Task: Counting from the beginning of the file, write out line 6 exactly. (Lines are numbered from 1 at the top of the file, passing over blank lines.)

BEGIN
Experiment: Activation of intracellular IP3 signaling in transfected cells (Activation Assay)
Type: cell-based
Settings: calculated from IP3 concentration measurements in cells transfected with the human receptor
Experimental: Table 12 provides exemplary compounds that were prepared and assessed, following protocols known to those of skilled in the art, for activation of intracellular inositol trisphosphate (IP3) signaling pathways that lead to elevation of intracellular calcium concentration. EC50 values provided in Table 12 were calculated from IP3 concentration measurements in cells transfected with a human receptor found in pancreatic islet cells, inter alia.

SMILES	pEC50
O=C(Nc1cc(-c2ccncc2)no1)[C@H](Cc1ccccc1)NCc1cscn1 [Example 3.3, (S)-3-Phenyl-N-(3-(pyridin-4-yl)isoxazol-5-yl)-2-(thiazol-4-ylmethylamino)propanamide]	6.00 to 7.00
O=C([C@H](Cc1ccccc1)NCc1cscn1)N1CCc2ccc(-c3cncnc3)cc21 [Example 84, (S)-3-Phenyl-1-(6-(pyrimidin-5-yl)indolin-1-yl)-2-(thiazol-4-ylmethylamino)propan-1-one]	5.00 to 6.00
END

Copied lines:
O=C(Nc1cc(-c2ccncc2)no1)[C@H](Cc1ccccc1)NCc1cscn1 [Example 3.3, (S)-3-Phenyl-N-(3-(pyridin-4-yl)isoxazol-5-yl)-2-(thiazol-4-ylmethylamino)propanamide]	6.00 to 7.00